g. Interview with the director of compliance on 5/5/16 at 10:50 AM verified there was no physician's order to have a registered dietitian (RD) assess the patient, and there was no assessment or note documented by the RD on this patient during the hospital stay.
h. Review of the 4/1/16 swallowing evaluation showed recommendations included using a pump for continuous feeding for 8 hours to decrease risk of aspiration and reflux.
2. Medical record review showed patient #6 was admitted to the facility on [DATE] with diagnoses which included acute respiratory failure with hypercapnia (an increase in the partial pressure of carbon dioxide in the blood), and physician orders at that time included NPO (nothing by mouth). The physician diet order was changed to a regular diet on 4/26/16. Further review showed the patient's diet order was changed to a pureed diet on 4/29/16. The following concerns were identified:
a. Review of faxed information from the sending facility showed the facility received the information on 4/26/16 at 6:25 PM. The information showed the patient was on a "blended" diet. The facility failed to change the patient's diet to "pureed" until 4/29/16 (3 days).
b. Review of the care plan faxed to the facility on [DATE] showed under treatment, "...3. Staff to follow diet order for meals and snacks. If [the patient] does not eat, Ensure may be offered." The facility failed to incorporate the dietary requirements in the patient's plan of care in a timely manner (3 days).
c. Review of the 8/5/10 Mealtime Guidelines, written by the sending facility speech therapist and faxed to the facility on [DATE], showed the following, "Precautions: ...2. May cough. 3. History of aspiration pneumonias. Diet Texture: Blended (thicken if runny). Thin Liquids; thicken to nectar consistency if coughing and to pudding consistency if [s/he] refuses to drink." The facility failed to follow the speech therapy guidelines in a timely manner (3 days).
d. Review of 5/4/16 documented communication between the facility CNO and administrator of the sending facility (sent via e-mail to facility staff), confirmed there was communication the prior week concerning 2 incidents of patients receiving a diet that was not consistent with the diet the patients received at the sending facility. The following showed the sending facility process for informing the facility of patient needs, "She discussed with me their process to send the Care Plan to help support the transition in care and for providers and staff to be aware of the patient's plan of care and special needs." The facility failed to address the dietary requirements of the patient in a timely manner (3 days).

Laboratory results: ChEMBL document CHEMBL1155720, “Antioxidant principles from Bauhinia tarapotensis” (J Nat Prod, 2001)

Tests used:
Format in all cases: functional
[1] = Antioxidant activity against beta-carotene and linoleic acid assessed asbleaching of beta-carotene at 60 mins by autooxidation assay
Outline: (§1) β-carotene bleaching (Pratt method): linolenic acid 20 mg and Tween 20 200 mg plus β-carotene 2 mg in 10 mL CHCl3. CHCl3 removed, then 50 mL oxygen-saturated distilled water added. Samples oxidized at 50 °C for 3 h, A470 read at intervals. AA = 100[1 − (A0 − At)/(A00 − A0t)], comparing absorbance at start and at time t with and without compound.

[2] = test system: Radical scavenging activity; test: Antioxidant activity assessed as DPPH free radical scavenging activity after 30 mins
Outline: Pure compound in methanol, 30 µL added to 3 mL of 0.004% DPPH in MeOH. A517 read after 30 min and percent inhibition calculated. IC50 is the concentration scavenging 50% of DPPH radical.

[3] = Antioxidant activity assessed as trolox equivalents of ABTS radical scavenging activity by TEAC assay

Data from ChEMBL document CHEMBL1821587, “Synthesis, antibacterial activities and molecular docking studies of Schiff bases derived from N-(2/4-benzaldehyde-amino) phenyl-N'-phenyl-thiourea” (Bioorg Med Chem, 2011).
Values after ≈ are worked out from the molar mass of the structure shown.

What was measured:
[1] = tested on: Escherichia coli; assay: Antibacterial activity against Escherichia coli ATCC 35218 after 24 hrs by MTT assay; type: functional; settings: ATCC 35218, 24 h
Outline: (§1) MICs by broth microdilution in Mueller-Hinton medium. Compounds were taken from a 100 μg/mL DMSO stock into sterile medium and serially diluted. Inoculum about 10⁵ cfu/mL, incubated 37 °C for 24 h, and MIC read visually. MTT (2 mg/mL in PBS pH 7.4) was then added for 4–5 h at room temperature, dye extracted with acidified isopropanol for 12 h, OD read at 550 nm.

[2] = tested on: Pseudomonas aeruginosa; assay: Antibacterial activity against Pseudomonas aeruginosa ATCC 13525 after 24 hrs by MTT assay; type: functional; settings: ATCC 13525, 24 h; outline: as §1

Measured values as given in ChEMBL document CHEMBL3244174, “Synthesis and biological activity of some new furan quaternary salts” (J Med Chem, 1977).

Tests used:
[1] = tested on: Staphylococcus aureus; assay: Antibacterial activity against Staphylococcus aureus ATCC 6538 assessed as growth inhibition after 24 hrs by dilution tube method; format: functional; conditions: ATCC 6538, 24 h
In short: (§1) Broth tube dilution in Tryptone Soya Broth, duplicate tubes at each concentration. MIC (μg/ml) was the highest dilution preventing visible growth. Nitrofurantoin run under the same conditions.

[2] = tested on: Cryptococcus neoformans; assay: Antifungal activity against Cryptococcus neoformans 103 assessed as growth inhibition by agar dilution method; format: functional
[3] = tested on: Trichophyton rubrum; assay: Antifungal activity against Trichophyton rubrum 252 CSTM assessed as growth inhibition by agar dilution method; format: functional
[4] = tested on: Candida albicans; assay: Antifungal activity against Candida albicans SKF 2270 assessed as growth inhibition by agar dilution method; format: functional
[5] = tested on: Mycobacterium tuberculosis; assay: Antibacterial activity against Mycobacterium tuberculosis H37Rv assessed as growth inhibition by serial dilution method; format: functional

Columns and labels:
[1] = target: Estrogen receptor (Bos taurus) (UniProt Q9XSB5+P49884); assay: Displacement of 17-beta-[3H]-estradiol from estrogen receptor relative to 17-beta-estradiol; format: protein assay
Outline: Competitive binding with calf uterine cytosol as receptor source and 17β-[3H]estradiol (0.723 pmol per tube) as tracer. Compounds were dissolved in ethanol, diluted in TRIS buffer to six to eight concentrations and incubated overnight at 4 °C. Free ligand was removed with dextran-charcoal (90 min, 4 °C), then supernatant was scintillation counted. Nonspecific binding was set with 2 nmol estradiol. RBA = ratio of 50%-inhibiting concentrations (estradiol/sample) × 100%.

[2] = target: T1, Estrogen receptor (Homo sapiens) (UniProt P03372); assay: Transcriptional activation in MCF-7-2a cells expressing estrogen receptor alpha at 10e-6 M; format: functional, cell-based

e. Interview on 5/5/16 at 9 AM with the CNO confirmed her expectation was to ensure continuity of care in a timely manner between the facility and the sending facility. She confirmed the facility failed to ensure continuity of care for dietary needs for patient #6 in a timely manner.
Review of the "NPO, CLear Liquid Diet, Enteral and Parental Nutrition and Ventilation" policy and procedure dated 9/2015 showed "Nursing is responsible to notify the Clinical Dietitian of any patients...begun on tube feeding...The Clinical Dietitian is responsible for the evaluation of the appropriateness of the feeding modality ordered and the monitoring of the administration and patients acceptance/tolerance of the feeding."
|VIOLATION: MEDICAL RECORD SERVICES||Tag No: A0431|
|Based on observation and staff interview, it was determined the facility failed to protect medical records from unauthorized access in medical record storage areas (A441). This system failure resulted in the inability of the hospital to meet the necessary requirements for the Medical Record Services Condition of Participation.|
|VIOLATION: CONFIDENTIALITY OF MEDICAL RECORDS||Tag No: A0441|
|Based on observation and staff interview, the facility failed to protect medical record information from unauthorized use in 2 of 4 locations where medical records were stored. The findings were:
1. Observation on 5/3/16 at 3:52 PM at the Lander facility medical records department revealed the area contained 14 moveable cabinets, each with 7 shelves, which contained medical records. The medical records could be accessed if the door to the medical records department was unlocked. Interview with the medical records supervisor at that time revealed she was unsure if maintenance staff had a key to the lock on the door.
2. Observation on 5/4/16 at 11:50 AM revealed the Riverton facility had a rented space in another building, a short walk from the facility. There was one locked door to access the area. The area consisted of stairs going down, and two rooms with doors. The doors were not locked. Both rooms contained medical records on shelves and in boxes. Interview with the medical records supervisor at that time revealed she was not sure if maintenance staff had a key to the area, but thought so.
3. Interview with the director of plant operations on 5/4/16 at 2 PM revealed maintenance staff at the Lander facility had keys to access the medical records room. He further stated maintenance staff had keys to the off-site medical records storage area in Riverton, and were directed to take medical records there for storage without staff supervision.